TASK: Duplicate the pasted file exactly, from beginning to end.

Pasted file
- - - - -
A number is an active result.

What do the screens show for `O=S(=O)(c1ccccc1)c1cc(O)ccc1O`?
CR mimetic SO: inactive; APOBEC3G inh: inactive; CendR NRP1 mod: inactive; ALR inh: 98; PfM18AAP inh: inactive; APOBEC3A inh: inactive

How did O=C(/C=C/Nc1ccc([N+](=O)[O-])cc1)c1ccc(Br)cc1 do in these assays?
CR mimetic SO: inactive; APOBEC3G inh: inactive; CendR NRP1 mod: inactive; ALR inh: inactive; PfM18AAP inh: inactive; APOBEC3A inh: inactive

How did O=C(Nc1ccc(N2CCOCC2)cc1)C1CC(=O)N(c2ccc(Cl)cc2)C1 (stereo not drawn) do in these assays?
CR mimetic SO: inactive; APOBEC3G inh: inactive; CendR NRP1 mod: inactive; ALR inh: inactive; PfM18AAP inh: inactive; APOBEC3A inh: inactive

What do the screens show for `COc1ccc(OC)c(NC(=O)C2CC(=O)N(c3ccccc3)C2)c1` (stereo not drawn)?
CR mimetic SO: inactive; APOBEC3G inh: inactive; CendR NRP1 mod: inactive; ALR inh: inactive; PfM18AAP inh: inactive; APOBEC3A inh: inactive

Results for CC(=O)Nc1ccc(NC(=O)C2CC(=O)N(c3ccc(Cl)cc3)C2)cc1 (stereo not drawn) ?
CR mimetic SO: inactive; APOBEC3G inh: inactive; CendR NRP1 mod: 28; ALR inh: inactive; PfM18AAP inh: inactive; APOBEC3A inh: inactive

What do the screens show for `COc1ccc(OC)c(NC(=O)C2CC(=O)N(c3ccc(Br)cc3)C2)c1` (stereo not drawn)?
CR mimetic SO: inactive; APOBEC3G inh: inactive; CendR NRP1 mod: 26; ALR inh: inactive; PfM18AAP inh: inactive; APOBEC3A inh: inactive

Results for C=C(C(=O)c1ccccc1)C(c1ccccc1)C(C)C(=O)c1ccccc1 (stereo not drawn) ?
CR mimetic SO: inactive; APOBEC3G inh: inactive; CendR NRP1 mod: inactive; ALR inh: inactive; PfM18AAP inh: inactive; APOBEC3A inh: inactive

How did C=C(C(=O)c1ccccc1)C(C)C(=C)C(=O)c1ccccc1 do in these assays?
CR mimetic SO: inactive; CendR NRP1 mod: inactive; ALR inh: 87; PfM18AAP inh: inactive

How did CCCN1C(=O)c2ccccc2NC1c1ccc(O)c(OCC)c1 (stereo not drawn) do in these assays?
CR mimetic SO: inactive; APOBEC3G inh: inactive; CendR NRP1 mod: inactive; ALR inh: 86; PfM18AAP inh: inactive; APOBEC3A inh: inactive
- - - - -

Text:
A number is an active result.

What do the screens show for `O=S(=O)(c1ccccc1)c1cc(O)ccc1O`?
CR mimetic SO: inactive; APOBEC3G inh: inactive; CendR NRP1 mod: inactive; ALR inh: 98; PfM18AAP inh: inactive; APOBEC3A inh: inactive

How did O=C(/C=C/Nc1ccc([N+](=O)[O-])cc1)c1ccc(Br)cc1 do in these assays?
CR mimetic SO: inactive; APOBEC3G inh: inactive; CendR NRP1 mod: inactive; ALR inh: inactive; PfM18AAP inh: inactive; APOBEC3A inh: inactive

How did O=C(Nc1ccc(N2CCOCC2)cc1)C1CC(=O)N(c2ccc(Cl)cc2)C1 (stereo not drawn) do in these assays?
CR mimetic SO: inactive; APOBEC3G inh: inactive; CendR NRP1 mod: inactive; ALR inh: inactive; PfM18AAP inh: inactive; APOBEC3A inh: inactive

What do the screens show for `COc1ccc(OC)c(NC(=O)C2CC(=O)N(c3ccccc3)C2)c1` (stereo not drawn)?
CR mimetic SO: inactive; APOBEC3G inh: inactive; CendR NRP1 mod: inactive; ALR inh: inactive; PfM18AAP inh: inactive; APOBEC3A inh: inactive

Results for CC(=O)Nc1ccc(NC(=O)C2CC(=O)N(c3ccc(Cl)cc3)C2)cc1 (stereo not drawn) ?
CR mimetic SO: inactive; APOBEC3G inh: inactive; CendR NRP1 mod: 28; ALR inh: inactive; PfM18AAP inh: inactive; APOBEC3A inh: inactive

What do the screens show for `COc1ccc(OC)c(NC(=O)C2CC(=O)N(c3ccc(Br)cc3)C2)c1` (stereo not drawn)?
CR mimetic SO: inactive; APOBEC3G inh: inactive; CendR NRP1 mod: 26; ALR inh: inactive; PfM18AAP inh: inactive; APOBEC3A inh: inactive

Results for C=C(C(=O)c1ccccc1)C(c1ccccc1)C(C)C(=O)c1ccccc1 (stereo not drawn) ?
CR mimetic SO: inactive; APOBEC3G inh: inactive; CendR NRP1 mod: inactive; ALR inh: inactive; PfM18AAP inh: inactive; APOBEC3A inh: inactive

How did C=C(C(=O)c1ccccc1)C(C)C(=C)C(=O)c1ccccc1 do in these assays?
CR mimetic SO: inactive; CendR NRP1 mod: inactive; ALR inh: 87; PfM18AAP inh: inactive

How did CCCN1C(=O)c2ccccc2NC1c1ccc(O)c(OCC)c1 (stereo not drawn) do in these assays?
CR mimetic SO: inactive; APOBEC3G inh: inactive; CendR NRP1 mod: inactive; ALR inh: 86; PfM18AAP inh: inactive; APOBEC3A inh: inactive